Flickchart is an amazing site for a film dork like myself.  It gives you a series of "A or B" choices among all of the movies ever made.  You can dismiss films you haven't seen, and as you continually make choices, it populates your personal ranked list of films.  It also combines the list of all registered Flickcharters into a mega-list (currently The Dark Knight is the most loved film amongst members).

The real fun of Flickchart is in those impossible choices.  As the site founders say "If they're all five-star films, which is the best?".  Today's #mindblow matchup for me was "Kill Bill Vol. 2" vs "Videodrome".  Both are among my favorite films, and among their director's best work.  But in the end, THERE CAN BE ONLY ONE.

Both parts of the "Kill Bill" epic are presented as separate choices in Flickchart, and while the four hour combined version is there, it's also a version I haven't seen.  I rank "Kill Bill Vol. 2" as if I was ranking both films as one, since it's the part I prefer (I rank "Kill Bil Vol. 1" slightly lower).  While "Pulp Fiction" is in my opinion the best movie ever made, the "Kill Bill" films are probably the purest distillation of what makes Tarantino such a bloody great director.

"Kill Bill" is a bubbling cauldron of several genres, but mostly martial arts and revenge thriller.  Many critics only saw the directorial flash, but I responded to the deeper elements of the screenplay (mostly present in part two).  I even like the film being split into two parts: In part one we think we know the score, but in part two we realize that Bill is much more complex than we realized.  A film that began with bloodshed, violence, rape, and mayhem shifts gradually to being about actual characters with complex motivations.  At the same time, the saga is satisfying on a basic pulp level as well.  Tarantino knows how to pull out the colorful sunset and spaghetti western music at just the right moment to make the film's climax ludicrous and heart-wrenching all at once.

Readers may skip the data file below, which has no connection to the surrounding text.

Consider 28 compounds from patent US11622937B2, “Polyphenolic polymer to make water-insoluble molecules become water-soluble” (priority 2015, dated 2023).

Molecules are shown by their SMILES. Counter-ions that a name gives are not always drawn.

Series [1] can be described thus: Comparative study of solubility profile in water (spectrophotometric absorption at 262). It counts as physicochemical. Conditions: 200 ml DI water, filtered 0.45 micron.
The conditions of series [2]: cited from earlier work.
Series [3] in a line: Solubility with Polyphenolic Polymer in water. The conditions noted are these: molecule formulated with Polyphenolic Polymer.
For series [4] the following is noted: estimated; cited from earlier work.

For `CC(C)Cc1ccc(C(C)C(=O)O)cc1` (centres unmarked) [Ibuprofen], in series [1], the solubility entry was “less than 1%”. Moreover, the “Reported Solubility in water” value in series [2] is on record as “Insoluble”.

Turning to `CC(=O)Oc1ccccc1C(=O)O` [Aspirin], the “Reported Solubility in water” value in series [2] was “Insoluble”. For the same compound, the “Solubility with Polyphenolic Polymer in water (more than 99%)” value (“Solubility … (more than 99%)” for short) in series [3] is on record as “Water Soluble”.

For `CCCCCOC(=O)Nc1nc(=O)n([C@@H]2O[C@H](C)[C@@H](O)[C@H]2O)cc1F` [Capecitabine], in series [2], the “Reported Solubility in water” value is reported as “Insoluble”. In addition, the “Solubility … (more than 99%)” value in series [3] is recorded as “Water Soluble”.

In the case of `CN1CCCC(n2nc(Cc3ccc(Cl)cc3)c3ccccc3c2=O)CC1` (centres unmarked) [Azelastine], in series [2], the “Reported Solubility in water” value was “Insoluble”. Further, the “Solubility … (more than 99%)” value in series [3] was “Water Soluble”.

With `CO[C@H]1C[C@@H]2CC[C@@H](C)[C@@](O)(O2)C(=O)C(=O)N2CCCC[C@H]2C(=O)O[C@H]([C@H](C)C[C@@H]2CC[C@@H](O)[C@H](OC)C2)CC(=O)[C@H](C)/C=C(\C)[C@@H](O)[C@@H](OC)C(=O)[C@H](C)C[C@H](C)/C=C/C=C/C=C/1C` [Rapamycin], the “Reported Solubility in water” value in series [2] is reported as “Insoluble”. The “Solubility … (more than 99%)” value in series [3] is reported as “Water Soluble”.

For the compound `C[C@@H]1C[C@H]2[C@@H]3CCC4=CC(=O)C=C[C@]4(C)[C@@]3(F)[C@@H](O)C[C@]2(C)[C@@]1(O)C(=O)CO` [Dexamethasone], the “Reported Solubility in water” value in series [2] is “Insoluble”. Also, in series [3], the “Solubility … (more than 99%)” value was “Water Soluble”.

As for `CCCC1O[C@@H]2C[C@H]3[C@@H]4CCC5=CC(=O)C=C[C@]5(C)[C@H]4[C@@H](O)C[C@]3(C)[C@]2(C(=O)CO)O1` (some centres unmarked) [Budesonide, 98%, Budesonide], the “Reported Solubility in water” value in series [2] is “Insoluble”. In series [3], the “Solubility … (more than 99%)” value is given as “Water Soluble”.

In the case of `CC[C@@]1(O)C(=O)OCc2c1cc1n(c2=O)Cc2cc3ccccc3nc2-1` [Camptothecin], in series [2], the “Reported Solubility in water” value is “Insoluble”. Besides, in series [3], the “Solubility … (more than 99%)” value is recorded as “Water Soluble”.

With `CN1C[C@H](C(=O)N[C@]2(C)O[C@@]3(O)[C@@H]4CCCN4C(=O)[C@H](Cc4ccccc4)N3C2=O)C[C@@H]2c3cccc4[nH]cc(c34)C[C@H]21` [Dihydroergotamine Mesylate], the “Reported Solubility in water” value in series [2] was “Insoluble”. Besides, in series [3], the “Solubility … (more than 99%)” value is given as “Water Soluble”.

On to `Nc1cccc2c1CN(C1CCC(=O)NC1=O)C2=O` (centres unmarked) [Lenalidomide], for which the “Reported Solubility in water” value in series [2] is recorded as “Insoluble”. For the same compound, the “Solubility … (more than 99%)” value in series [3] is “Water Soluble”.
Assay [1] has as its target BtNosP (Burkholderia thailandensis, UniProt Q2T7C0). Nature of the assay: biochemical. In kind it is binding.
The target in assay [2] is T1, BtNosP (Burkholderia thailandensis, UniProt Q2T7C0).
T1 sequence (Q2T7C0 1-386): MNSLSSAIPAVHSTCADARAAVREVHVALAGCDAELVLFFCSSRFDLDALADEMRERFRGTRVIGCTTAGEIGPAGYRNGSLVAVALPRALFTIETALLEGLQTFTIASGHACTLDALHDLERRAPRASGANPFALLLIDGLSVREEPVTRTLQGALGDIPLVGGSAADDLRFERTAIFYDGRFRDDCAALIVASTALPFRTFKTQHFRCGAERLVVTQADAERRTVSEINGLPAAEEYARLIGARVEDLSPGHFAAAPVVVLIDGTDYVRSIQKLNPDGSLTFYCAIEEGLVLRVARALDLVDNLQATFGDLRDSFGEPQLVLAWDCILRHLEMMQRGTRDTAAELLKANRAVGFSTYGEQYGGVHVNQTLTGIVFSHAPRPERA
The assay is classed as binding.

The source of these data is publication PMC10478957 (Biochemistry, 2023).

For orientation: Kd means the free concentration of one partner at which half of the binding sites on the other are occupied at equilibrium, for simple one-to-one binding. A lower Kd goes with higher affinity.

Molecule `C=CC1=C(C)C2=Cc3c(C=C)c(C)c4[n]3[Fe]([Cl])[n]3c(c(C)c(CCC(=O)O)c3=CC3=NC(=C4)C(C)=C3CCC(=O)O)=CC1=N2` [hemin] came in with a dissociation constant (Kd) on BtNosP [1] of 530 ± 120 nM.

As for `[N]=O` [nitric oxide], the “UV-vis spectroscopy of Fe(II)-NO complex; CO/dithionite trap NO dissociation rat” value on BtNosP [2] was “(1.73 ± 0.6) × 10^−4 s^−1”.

Meanwhile, "Videodrome" is an altogether different beast.  An early masterpiece from David Cronenberg, it was decades ahead of its time.  The film cracks open so many juicy philosophical issues that it befuddled most viewers in 1983.  Today it makes much more sense, but remains uniquely unsettling.

"Videodrome": James Woods gets very
personal with Debbie Harry's lips
In "Videodrome", James Woods plays Max Renn, the sleazy owner of a Canadian cable station that traffics in graphic sex and violence to increase ratings.  Through a pirate satellite dish he intercepts a vile program that consists solely of grainy footage of rape and torture performed by hooded figures in a bright orange room.  Max becomes obsessed with the show, and is sure that it's "what's next".

As he investigates the nature of the mysterious program, its true nature is discovered: the show contains a buried signal that induces brain tumors and physical mutations in those who view it.  A cassette slot opens up in Woods' stomache through with tapes can be inserted to control his brain.  The insanity only piles on from there, and Wood's journey from "anti-hero" to "completely broken shell of a person" is spectacular.